This document summarizes progress on Cooperative Agreement DE-FC26-04NT41992, ''Pilot Testing of Mercury Oxidation Catalysts for Upstream of Wet FGD Systems'', during the time-period January 1 through March 31, 2006. The objective of this project is to demonstrate at pilot scale the use of solid honeycomb catalysts to promote the oxidation of elemental mercury in flue gas from coal combustion, and the use of a wet flue gas desulfurization (FGD) system downstream to remove the oxidized mercury at high efficiency. The project is being co-funded by the U.S. DOE National Energy Technology Laboratory, EPRI, Great River Energy (GRE), TXU Generation Company LP, the Southern Company, and Duke Energy. URS Group is the prime contractor. The mercury control process under development uses honeycomb catalysts to promote the oxidation of elemental mercury in the flue gas from coal-fired power plants that have wet lime or limestone FGD systems. Oxidized mercury is removed in the wet FGD absorbers and leaves with the byproducts from the FGD system. The current project is testing previously identified catalyst materials at pilot scale and in a commercial form to provide engineering data for future full-scale designs. The pilot-scale tests will continue for approximately 14 months or longer at each of two sites to provide longer-term catalyst life data. Pilot-scale wet FGD tests are being conducted periodically at each site to confirm the ability to scrub the catalytically oxidized mercury at high efficiency. This is the ninth reporting period for the subject Cooperative Agreement. During this period, project efforts primarily consisted of operating the catalyst pilot units at the TXU Generation Company LP's Monticello Steam Electric Station and at Georgia Power's Plant Yates. Two catalyst activity measurement trips were made to Plant Yates during the quarter. This Technical Progress Report presents catalyst activity results from the oxidation catalyst pilot unit at Plant Yates and discusses the status of the pilot unit at Monticello.

Gary M. Blythe

2006-03-31T23:59:59.000Z

112

Pilot Testing of Mercury Oxidation Catalysts for Upstream of Wet FGD Systems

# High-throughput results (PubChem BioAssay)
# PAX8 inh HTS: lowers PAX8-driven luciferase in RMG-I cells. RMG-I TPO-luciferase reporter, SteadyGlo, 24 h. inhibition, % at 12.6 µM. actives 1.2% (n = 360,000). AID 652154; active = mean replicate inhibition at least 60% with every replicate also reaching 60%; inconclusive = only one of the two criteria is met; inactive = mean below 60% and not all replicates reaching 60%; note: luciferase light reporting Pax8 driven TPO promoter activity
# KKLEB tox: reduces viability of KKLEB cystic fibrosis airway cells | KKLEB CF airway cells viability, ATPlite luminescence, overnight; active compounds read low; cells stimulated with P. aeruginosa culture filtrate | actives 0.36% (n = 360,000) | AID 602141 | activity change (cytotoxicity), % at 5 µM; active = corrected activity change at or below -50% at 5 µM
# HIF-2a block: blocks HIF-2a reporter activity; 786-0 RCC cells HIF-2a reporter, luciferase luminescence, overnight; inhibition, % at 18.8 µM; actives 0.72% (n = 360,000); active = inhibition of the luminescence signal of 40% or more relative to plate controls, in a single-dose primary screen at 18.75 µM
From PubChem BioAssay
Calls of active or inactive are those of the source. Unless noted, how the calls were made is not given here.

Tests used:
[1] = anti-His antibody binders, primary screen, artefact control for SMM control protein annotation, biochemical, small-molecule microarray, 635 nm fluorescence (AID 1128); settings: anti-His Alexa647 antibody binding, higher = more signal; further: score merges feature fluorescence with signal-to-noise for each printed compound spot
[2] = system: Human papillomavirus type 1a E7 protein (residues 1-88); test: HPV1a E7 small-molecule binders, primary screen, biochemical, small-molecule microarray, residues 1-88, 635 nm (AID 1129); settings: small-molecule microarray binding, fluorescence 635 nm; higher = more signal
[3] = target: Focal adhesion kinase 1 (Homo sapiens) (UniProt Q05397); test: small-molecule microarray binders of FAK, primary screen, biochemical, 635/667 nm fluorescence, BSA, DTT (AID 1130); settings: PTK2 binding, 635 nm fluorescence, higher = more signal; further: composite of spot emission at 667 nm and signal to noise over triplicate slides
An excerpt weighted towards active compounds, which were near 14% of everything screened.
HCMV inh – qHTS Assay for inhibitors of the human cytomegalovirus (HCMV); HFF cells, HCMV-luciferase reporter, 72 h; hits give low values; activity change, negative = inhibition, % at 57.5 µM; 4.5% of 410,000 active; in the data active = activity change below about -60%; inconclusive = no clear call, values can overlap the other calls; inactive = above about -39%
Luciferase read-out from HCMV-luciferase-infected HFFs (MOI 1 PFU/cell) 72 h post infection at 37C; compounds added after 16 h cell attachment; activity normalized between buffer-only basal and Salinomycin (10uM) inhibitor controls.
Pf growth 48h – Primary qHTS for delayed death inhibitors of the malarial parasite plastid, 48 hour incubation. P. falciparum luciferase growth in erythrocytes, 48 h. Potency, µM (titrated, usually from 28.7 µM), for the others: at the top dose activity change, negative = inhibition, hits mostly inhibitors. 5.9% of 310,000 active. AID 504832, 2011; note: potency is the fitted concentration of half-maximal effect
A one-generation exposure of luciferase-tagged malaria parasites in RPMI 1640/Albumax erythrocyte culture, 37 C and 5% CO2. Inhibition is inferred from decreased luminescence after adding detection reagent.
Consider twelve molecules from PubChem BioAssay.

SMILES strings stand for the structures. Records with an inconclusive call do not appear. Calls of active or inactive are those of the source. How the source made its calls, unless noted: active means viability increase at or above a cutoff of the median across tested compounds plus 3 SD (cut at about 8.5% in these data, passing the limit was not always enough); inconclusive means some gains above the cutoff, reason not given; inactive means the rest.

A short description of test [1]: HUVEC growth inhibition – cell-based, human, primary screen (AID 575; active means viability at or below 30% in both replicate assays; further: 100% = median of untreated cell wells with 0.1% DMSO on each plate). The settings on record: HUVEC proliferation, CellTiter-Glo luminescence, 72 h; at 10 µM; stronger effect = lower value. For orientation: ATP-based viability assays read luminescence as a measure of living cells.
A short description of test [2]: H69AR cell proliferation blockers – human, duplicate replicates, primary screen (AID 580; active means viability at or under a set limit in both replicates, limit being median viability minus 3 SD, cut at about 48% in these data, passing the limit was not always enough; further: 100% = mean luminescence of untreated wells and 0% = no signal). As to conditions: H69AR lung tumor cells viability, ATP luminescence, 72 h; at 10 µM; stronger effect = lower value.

SciTech Connect

This document summarizes progress on Cooperative Agreement DE-FC26-04NT41992, ''Pilot Testing of Mercury Oxidation Catalysts for Upstream of Wet FGD Systems'', during the time-period January 1 through March 31, 2006. The objective of this project is to demonstrate at pilot scale the use of solid honeycomb catalysts to promote the oxidation of elemental mercury in flue gas from coal combustion, and the use of a wet flue gas desulfurization (FGD) system downstream to remove the oxidized mercury at high efficiency. The project is being co-funded by the U.S. DOE National Energy Technology Laboratory, EPRI, Great River Energy (GRE), TXU Generation Company LP, the Southern Company, and Duke Energy. URS Group is the prime contractor. The mercury control process under development uses honeycomb catalysts to promote the oxidation of elemental mercury in the flue gas from coal-fired power plants that have wet lime or limestone FGD systems. Oxidized mercury is removed in the wet FGD absorbers and leaves with the byproducts from the FGD system. The current project is testing previously identified catalyst materials at pilot scale and in a commercial form to provide engineering data for future full-scale designs. The pilot-scale tests will continue for approximately 14 months or longer at each of two sites to provide longer-term catalyst life data. Pilot-scale wet FGD tests are being conducted periodically at each site to confirm the ability to scrub the catalytically oxidized mercury at high efficiency. This is the ninth reporting period for the subject Cooperative Agreement. During this period, project efforts primarily consisted of operating the catalyst pilot units at the TXU Generation Company LP's Monticello Steam Electric Station and at Georgia Power's Plant Yates. Two catalyst activity measurement trips were made to Plant Yates during the quarter. This Technical Progress Report presents catalyst activity results from the oxidation catalyst pilot unit at Plant Yates and discusses the status of the pilot unit at Monticello.

Gary M. Blythe

2006-03-31T23:59:59.000Z

113

PILOT TESTING OF MERCURY OXIDATION CATALYSTS FOR UPSTREAM OF WET FGD SYSTEMS  

SciTech Connect